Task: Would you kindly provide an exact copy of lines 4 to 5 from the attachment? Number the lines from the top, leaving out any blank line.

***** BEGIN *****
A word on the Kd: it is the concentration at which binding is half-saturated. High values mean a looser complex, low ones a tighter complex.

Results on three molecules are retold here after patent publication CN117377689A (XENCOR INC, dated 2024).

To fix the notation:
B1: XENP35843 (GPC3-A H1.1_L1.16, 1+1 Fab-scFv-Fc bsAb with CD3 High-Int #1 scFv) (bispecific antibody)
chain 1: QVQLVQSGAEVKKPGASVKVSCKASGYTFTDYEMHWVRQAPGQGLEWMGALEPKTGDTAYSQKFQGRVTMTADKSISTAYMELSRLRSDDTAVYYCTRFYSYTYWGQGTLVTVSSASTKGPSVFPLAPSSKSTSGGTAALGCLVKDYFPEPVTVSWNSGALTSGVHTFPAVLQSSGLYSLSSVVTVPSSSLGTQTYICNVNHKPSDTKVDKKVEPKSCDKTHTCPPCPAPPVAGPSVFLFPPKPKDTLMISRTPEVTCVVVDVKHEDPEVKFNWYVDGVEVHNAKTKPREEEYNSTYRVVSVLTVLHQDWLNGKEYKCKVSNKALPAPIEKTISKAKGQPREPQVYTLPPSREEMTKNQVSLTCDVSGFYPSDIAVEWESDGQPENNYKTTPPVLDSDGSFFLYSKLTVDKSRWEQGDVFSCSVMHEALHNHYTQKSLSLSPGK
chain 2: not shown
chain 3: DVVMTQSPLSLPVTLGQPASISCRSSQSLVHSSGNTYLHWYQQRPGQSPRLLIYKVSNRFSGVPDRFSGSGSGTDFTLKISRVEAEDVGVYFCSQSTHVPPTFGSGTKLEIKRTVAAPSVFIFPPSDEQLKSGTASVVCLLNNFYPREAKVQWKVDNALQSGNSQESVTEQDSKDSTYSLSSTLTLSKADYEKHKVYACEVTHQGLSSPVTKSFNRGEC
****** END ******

B1: XENP35843 (GPC3-A H1.1_L1.16, 1+1 Fab-scFv-Fc bsAb with CD3 High-Int #1 scFv) (bispecific antibody)
chain 1: QVQLVQSGAEVKKPGASVKVSCKASGYTFTDYEMHWVRQAPGQGLEWMGALEPKTGDTAYSQKFQGRVTMTADKSISTAYMELSRLRSDDTAVYYCTRFYSYTYWGQGTLVTVSSASTKGPSVFPLAPSSKSTSGGTAALGCLVKDYFPEPVTVSWNSGALTSGVHTFPAVLQSSGLYSLSSVVTVPSSSLGTQTYICNVNHKPSDTKVDKKVEPKSCDKTHTCPPCPAPPVAGPSVFLFPPKPKDTLMISRTPEVTCVVVDVKHEDPEVKFNWYVDGVEVHNAKTKPREEEYNSTYRVVSVLTVLHQDWLNGKEYKCKVSNKALPAPIEKTISKAKGQPREPQVYTLPPSREEMTKNQVSLTCDVSGFYPSDIAVEWESDGQPENNYKTTPPVLDSDGSFFLYSKLTVDKSRWEQGDVFSCSVMHEALHNHYTQKSLSLSPGK